"Whether we like it or not we only have one planet to stay in, there is no other home; So, instead of complaining or negative feeling it has to be us as human beings who work towards peace. Not Buddha, nor Mohammed or Jesus ever asked for violence in the name of religion or culture, it is humans who have done so; hence it has to be humans who have to remedy this situation and establish peace."

“All 7 billion human beings have a common experience in that we all appreciate love. We all have a seed of love and affection within us and the potential to cultivate greater love and compassion. If we want to create peace in the world it has to start with the heart, with inner peace.”

While expressing appreciation of the efforts of those countries that have extended help to refugees currently fleeing war and destruction, His Holiness reiterated that the real long-term solution is to restore peace in the countries they are fleeing. The first step towards that is to achieve a cease fire followed by encouraging the competing sides to begin to talk to each other.

“As a Buddhist monk and student of the Nalanda tradition,” His Holiness said, “I have been trained to use logic, to employ my human intelligence. Analysis is a powerful way to solve problems. The American psychologist Aaron Beck has told me that on the other hand when we are angry with something or someone, the object of our anger seems to be completely negative. And yet 90% of that feeling is a result of our own mental projection. We are faced with a gap between appearance and reality. We tend to grasp at the appearance at the expense of reality.”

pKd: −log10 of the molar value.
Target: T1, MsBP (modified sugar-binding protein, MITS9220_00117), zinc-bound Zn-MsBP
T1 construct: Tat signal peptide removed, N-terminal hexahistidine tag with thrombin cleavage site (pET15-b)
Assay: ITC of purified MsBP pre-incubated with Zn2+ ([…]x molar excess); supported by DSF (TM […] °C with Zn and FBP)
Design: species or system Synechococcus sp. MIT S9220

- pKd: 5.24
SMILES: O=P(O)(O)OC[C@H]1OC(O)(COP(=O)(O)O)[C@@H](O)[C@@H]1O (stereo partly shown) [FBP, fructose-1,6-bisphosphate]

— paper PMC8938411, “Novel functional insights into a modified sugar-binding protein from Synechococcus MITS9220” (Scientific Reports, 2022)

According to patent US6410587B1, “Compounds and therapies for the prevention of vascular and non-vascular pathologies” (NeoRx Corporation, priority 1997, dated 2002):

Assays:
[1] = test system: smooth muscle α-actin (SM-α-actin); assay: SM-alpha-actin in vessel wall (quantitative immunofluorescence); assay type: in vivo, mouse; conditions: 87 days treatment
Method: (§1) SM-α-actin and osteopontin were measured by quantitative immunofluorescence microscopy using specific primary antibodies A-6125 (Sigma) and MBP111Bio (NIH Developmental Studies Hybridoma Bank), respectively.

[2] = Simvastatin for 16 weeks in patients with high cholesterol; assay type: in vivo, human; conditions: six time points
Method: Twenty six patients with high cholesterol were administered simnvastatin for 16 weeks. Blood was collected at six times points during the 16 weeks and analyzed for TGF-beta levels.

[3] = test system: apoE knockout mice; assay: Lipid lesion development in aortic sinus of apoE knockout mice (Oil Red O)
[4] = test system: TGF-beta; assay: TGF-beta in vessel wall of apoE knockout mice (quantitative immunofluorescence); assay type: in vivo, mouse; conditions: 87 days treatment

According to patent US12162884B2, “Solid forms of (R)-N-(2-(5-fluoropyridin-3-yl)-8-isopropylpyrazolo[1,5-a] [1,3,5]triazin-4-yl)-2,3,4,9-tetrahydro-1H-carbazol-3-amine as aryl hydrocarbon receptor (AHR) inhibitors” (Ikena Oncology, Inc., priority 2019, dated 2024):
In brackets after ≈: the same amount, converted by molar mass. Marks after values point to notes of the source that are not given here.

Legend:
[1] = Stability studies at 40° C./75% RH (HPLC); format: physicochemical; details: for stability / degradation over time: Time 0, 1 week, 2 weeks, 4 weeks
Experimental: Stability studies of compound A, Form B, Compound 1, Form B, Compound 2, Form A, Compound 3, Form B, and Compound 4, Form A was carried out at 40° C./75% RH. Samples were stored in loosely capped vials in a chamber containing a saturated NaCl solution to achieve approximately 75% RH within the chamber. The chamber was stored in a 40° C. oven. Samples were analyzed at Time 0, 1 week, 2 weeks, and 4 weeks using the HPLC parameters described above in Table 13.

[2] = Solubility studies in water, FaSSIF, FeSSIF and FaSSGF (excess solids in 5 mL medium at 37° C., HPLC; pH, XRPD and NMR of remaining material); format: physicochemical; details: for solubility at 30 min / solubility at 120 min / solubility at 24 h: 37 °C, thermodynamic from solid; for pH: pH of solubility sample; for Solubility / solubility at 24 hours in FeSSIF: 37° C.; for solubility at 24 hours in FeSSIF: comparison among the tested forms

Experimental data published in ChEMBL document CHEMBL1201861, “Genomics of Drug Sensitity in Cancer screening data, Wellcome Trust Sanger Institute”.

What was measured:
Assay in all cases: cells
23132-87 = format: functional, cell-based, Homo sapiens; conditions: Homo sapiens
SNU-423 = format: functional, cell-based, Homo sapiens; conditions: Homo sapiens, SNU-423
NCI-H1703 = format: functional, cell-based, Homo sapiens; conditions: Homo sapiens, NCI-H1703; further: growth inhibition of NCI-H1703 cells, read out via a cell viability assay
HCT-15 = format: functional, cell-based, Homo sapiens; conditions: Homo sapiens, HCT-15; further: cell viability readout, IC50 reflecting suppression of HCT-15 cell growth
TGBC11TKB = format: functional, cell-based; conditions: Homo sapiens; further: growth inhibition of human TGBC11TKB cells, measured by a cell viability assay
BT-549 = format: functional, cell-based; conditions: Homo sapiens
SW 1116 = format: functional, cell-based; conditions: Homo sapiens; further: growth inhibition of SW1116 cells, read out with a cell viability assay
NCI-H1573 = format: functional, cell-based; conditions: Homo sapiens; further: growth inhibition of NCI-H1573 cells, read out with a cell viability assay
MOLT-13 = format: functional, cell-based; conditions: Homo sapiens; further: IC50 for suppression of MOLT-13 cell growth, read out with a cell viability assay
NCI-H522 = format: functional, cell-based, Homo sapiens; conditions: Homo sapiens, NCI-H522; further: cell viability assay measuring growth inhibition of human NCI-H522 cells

His Holiness talked about the three aspects of religious traditions, the religious aspect, such as the practice of love; the philosophical aspect, such as whether or not there is a creator god; and a cultural aspect such as the Indian caste system or the sense of gender discrimination in Buddhism. He suggested that when such cultural aspects are no longer appropriate, they should be changed.

He also talked about the importance of peace to have a healthy body and mind which ensures physical, emotional and mental stability. He also spoke of the need to forgive and accept the situation. While speaking on friendship he made a distinction that friendship is not measured by what you give and receive but by mutual trust and understanding. On moral values, Holiness made a distinction that morals should be based on human values; the sanctity of any life is universal. He also spoke the need for internal disarmament as a path to achieve peace saying that internal disputes need to be solved first with love and compassion.

These statements made by his holiness have been reiterated by His Holiness in his teachings and speech over many years in a time when the world is going through a tough period that has lead to the birth of radicalism, mutual hatred between groups and regular show of violence around the world.The Youth Peace leaders from around the world

Participants in this program, in their 20s and early 30s, are peace-builders from 14 countries:  Afghanistan, Egypt, Iraq, Kenya, Libya, Morocco, Myanmar, Nigeria, Somalia, South Sudan, Sudan, Syria, Tunisia and Uganda. Many have faced war or been uprooted by it. Some have lost friends or family to bloodshed; others have lived in exile as refugees.